After Pilkington ( Screen Two 25.1.87 )
This was a black campus comedy starring Bob Peck as James Westgate, a mild-mannered Oxford don whose obsession with childhood sweetheart Penny ( Miranda Richardson ) lands him in deep trouble when she asks him an unusual favour. Another don, Pilkington, has gone missing, and she knows what happened to him. Her husband , the exceedingly obnoxious Derek ( Barry Foster ) doesn't and that's the way she wants to keep it. Great performances all round keep it convincing as the plot veers towards melodrama.
The Impossible Spy ( Screen Two 11.2.90 )
This historical drama was made ( and broadcast in America ) in 1987 but for some, presumably political, reason, it wasn't broadcast in the UK until 1990. It told the story of Eli Cohen , an Israeli spy in Syria who was so successful he became a top official in Syria's Ministry of Defence and facilitated Israel's trouncing of Syria in the Six Day War 0f 1967. By that time, Cohen was dead having been publicly executed in Damascus for his trouble in 1965. Israel has been trying to repatriate his remains for over 50 years.
John Shea played Cohen with Eli Wallach featuring as his boss.
Alive and Kicking ( Screen One 13.10.91 )
I only caught a small part of this one with Lenny Henry as a drug dealer and addict faced with a hard choice between his habit and family life and Robbie Coltrane as the unconventional social worker trying to get him straight with involvement in a football team.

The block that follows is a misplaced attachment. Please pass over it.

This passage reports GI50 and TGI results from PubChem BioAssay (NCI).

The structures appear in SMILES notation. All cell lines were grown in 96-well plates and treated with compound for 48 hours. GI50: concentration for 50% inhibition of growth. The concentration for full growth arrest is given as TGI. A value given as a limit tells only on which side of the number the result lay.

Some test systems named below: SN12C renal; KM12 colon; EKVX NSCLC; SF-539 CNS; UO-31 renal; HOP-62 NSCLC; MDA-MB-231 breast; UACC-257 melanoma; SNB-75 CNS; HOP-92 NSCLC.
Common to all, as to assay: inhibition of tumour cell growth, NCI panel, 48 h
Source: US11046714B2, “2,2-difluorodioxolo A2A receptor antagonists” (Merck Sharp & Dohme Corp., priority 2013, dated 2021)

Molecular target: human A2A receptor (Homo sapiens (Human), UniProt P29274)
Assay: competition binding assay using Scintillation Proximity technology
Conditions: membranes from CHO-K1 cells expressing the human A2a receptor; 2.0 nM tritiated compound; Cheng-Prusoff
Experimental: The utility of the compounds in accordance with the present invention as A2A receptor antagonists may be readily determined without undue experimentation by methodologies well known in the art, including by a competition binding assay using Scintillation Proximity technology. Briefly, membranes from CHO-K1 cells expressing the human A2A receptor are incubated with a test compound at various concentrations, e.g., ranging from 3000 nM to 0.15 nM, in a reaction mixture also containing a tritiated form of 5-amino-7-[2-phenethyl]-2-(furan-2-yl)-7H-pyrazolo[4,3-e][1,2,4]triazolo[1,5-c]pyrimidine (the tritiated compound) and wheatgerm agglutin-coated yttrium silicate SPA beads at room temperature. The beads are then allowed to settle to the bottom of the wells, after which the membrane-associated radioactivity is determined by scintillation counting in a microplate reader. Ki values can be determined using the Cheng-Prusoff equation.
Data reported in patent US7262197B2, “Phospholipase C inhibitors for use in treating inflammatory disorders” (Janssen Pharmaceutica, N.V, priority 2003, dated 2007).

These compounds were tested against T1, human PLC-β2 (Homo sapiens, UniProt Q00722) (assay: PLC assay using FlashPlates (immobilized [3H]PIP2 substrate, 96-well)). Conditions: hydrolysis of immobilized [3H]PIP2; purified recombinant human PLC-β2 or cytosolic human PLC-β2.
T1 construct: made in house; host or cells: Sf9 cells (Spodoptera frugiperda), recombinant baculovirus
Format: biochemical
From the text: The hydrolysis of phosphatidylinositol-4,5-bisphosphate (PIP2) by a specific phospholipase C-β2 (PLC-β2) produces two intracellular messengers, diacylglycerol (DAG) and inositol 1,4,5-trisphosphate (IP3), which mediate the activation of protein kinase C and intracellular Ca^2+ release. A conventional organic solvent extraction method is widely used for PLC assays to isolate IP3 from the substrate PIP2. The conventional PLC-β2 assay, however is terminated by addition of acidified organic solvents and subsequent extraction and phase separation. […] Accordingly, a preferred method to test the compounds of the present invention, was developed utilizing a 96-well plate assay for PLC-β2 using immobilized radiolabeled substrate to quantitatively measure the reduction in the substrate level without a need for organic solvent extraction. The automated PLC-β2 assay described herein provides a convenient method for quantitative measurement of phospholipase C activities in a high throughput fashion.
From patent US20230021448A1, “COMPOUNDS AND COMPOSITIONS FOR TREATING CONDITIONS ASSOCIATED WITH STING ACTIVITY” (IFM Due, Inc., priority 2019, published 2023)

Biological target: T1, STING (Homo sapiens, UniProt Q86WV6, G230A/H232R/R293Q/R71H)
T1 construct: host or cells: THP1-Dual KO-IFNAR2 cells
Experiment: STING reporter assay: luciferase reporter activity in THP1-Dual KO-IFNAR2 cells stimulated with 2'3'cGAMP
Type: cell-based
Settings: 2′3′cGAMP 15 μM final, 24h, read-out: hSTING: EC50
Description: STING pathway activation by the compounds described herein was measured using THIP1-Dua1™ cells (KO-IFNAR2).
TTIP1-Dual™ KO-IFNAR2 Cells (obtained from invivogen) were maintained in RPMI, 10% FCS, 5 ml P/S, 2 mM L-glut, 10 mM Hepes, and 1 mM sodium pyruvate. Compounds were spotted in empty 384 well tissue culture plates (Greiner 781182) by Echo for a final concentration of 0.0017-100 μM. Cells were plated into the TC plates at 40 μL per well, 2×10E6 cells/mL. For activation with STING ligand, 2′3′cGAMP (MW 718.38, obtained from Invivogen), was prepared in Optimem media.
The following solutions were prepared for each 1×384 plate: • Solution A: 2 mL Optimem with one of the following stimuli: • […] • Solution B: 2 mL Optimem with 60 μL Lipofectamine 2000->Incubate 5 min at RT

Truly Madly Deeply ( Screen Two 1.3.92 )
This was made in 1990 but pulled from the schedule to screen it in arthouse cinemas instead where it won numerous critics' awards. I remember some guy on Radio Four devoting his whole "Thought for the Day" piece to it. Directed by Anthony Minghella it starred Alan Rickman as a dead cellist who comes back to be with his wife ( Juliet Stevenson ) because she's missing him so much. I watched a small part of this orgy of metrosexual tastefulness when it came to the screen but I'm in agreement with Ian Hislop and Nick Hancock who savaged it on Room 101, the latter saying "I've actually seen episodes of Star Trek where I've had more in common with the characters". The play was broadcast four times during the nineties but thankfully seems to have been put to rest now.
The Law Lord ( Screen Two 22.3.92 )
I didn't see this political drama when it was broadcast but my mum taped it and then waxed lyrical over it so I felt obliged to view it. From what I recall, it seemed loosely based on the Thomas Becket saga. Bernard Hill played a corrupt Home Secretary who seeks to get compliant judges by manipulating the appointments system. To this end he secures the elevation of his friend ( Anthony Andrews ) as a young-ish Lord Chancellor but Andrews goes native and starts throwing spanners in the works. Tom Baker was also in it as Hill's grinning hatchet man. I thought it was mildly diverting but Andrews' eventual assassination was taking things a bit too far.